The home equity line of credit works on a variable interest rate, based on the prime rate. Lenders usually charge prime rate plus a 2 percent margin. By law, equity lines of credit must have a cap on how much the interest rate may increase over the life of the plan. Some also limit how low your interest rate may fall if there is a drop in rates.
Home equity plans may set a fixed period during which you can borrow money. At the end of this draw period you may have the option of renewal, or if no renewal option exists, then the plan may call for full payment at the end of the term.
As with any contract, you must read the terms and conditions carefully, as many plans have fees, charges and hidden costs. Some of the costs involved in establishing a home equity line of credit include property appraisal fees, application fees, closing costs and attorney fees. In addition to these costs, you may expect to pay transaction fees every time you draw on the line.
The benefit of opening a Home equity line of credit is that the minimum payments are low, often set at just the interest or interest plus a few percentage points. Be aware that with a variable interest rate, monthly payments may fluctuate. If you sell your home you will probably be required to pay off your loan immediately.
No matter which option you choose, the main goal should be to reduce those high interest rates while paying the lowest penalty for doing so. Weigh the pro's and con's of all options carefully and choose a road that best suites your financial situation.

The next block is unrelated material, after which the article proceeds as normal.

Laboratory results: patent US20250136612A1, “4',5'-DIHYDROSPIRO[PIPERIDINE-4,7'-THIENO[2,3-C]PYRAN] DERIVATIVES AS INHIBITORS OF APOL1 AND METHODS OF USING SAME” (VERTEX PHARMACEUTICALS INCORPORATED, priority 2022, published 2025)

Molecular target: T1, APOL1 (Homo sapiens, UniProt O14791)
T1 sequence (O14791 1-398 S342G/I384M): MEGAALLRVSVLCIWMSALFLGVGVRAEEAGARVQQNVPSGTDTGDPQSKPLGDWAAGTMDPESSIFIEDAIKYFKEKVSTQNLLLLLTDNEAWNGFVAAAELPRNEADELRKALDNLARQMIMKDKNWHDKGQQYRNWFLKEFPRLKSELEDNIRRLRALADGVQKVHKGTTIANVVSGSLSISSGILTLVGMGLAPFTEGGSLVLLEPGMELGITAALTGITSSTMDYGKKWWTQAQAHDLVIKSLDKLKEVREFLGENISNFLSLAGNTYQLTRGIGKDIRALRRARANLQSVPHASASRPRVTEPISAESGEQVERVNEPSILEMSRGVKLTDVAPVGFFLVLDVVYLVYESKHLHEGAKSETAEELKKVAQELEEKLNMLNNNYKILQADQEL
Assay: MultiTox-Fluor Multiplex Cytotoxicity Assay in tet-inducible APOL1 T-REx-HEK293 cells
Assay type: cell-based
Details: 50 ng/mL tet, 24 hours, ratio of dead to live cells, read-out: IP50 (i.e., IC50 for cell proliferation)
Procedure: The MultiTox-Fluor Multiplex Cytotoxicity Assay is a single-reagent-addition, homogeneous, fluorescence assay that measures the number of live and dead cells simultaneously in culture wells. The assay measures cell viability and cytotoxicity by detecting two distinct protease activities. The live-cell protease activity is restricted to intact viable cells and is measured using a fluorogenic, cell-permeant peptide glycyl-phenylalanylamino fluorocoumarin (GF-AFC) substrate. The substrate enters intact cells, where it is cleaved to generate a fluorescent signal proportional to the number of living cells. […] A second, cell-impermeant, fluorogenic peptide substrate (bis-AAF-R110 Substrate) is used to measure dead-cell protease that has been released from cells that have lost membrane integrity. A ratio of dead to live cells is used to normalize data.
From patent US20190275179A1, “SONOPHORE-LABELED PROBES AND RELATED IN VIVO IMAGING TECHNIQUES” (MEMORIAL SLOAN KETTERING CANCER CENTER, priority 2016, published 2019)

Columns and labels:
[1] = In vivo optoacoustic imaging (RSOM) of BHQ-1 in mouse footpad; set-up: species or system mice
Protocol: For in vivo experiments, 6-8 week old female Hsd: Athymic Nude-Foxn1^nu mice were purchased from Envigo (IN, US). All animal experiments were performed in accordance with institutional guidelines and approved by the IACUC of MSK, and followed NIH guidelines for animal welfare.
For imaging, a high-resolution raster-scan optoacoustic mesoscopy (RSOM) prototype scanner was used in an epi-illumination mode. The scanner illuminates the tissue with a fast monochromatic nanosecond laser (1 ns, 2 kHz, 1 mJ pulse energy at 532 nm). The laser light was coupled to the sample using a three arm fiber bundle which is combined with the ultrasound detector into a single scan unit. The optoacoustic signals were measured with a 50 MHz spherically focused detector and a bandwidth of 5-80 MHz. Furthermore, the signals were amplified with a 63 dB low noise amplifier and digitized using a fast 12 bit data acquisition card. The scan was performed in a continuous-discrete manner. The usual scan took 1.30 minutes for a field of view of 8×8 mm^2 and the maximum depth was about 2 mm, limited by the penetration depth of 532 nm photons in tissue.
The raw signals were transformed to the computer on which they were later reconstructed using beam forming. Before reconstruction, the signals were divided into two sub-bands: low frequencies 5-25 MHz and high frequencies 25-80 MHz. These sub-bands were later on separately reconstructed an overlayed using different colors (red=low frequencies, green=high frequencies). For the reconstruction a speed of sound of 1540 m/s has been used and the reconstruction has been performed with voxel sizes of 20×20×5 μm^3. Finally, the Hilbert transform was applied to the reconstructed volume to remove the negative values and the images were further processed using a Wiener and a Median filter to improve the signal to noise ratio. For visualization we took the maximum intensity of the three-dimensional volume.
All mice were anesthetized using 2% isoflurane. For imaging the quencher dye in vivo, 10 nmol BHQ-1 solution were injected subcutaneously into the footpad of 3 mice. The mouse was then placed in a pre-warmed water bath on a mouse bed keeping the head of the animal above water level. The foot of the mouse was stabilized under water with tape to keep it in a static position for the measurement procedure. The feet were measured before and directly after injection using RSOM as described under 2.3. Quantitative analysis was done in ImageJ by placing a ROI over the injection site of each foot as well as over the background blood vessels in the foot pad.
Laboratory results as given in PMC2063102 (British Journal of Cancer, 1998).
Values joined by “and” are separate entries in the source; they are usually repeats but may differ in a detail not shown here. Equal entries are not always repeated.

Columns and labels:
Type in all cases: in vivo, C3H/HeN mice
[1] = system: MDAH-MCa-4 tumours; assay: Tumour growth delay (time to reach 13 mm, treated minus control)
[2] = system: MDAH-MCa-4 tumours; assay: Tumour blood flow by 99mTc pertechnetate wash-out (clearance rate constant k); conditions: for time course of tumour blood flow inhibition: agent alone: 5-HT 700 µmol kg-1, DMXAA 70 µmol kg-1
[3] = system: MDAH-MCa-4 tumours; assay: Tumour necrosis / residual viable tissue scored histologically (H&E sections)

It is important to stay informed about your credit before you apply for any loan. An excellent way to begin taking control of your financial future is to obtaining a copy of your credit reports before you see a lender. Today you can get your free instant credit reports from the major 3 credit report agencies online. This way you can see exactly what the lender will see. When obtaining your credit reports, you will want to make sure you get your credit report scores as this is what lenders base most of their decision on. The higher your credit score the lower your interest rate will be and vice versa. So be a wise consumer, get you're a copy of your credit report and reduce your debt through lower interest loans.
About The Author
Melanie Cossey is a successful home based freelance writer. Meanie writes many informative articles on the topic of credit, such as What is a FICO score and why is it important? and Comprehending a Credit Report.